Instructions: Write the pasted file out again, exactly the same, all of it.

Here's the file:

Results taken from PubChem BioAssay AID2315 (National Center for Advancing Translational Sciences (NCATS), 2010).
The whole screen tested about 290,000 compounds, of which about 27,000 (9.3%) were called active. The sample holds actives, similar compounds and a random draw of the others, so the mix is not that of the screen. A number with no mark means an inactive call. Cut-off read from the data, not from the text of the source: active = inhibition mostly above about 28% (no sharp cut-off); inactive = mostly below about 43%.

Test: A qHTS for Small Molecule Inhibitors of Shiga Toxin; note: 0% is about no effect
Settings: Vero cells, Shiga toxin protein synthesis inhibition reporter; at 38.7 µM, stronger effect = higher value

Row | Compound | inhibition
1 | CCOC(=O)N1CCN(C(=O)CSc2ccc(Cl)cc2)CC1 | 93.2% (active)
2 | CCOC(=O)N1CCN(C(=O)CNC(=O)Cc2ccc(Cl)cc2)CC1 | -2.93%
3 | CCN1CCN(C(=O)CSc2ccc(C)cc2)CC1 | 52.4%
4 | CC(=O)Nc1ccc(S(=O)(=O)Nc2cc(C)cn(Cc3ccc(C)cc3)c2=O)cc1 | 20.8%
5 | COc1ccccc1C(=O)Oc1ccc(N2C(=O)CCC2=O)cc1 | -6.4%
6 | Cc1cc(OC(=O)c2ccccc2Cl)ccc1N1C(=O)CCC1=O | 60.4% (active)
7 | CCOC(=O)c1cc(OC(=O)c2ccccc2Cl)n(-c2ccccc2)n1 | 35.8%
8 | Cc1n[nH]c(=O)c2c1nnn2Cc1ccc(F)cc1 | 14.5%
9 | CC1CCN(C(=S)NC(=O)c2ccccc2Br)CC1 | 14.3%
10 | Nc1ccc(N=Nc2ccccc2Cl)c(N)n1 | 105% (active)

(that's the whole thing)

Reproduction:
Results taken from PubChem BioAssay AID2315 (National Center for Advancing Translational Sciences (NCATS), 2010).
The whole screen tested about 290,000 compounds, of which about 27,000 (9.3%) were called active. The sample holds actives, similar compounds and a random draw of the others, so the mix is not that of the screen. A number with no mark means an inactive call. Cut-off read from the data, not from the text of the source: active = inhibition mostly above about 28% (no sharp cut-off); inactive = mostly below about 43%.

Test: A qHTS for Small Molecule Inhibitors of Shiga Toxin; note: 0% is about no effect
Settings: Vero cells, Shiga toxin protein synthesis inhibition reporter; at 38.7 µM, stronger effect = higher value

Row | Compound | inhibition
1 | CCOC(=O)N1CCN(C(=O)CSc2ccc(Cl)cc2)CC1 | 93.2% (active)
2 | CCOC(=O)N1CCN(C(=O)CNC(=O)Cc2ccc(Cl)cc2)CC1 | -2.93%
3 | CCN1CCN(C(=O)CSc2ccc(C)cc2)CC1 | 52.4%
4 | CC(=O)Nc1ccc(S(=O)(=O)Nc2cc(C)cn(Cc3ccc(C)cc3)c2=O)cc1 | 20.8%
5 | COc1ccccc1C(=O)Oc1ccc(N2C(=O)CCC2=O)cc1 | -6.4%
6 | Cc1cc(OC(=O)c2ccccc2Cl)ccc1N1C(=O)CCC1=O | 60.4% (active)
7 | CCOC(=O)c1cc(OC(=O)c2ccccc2Cl)n(-c2ccccc2)n1 | 35.8%
8 | Cc1n[nH]c(=O)c2c1nnn2Cc1ccc(F)cc1 | 14.5%
9 | CC1CCN(C(=S)NC(=O)c2ccccc2Br)CC1 | 14.3%
10 | Nc1ccc(N=Nc2ccccc2Cl)c(N)n1 | 105% (active)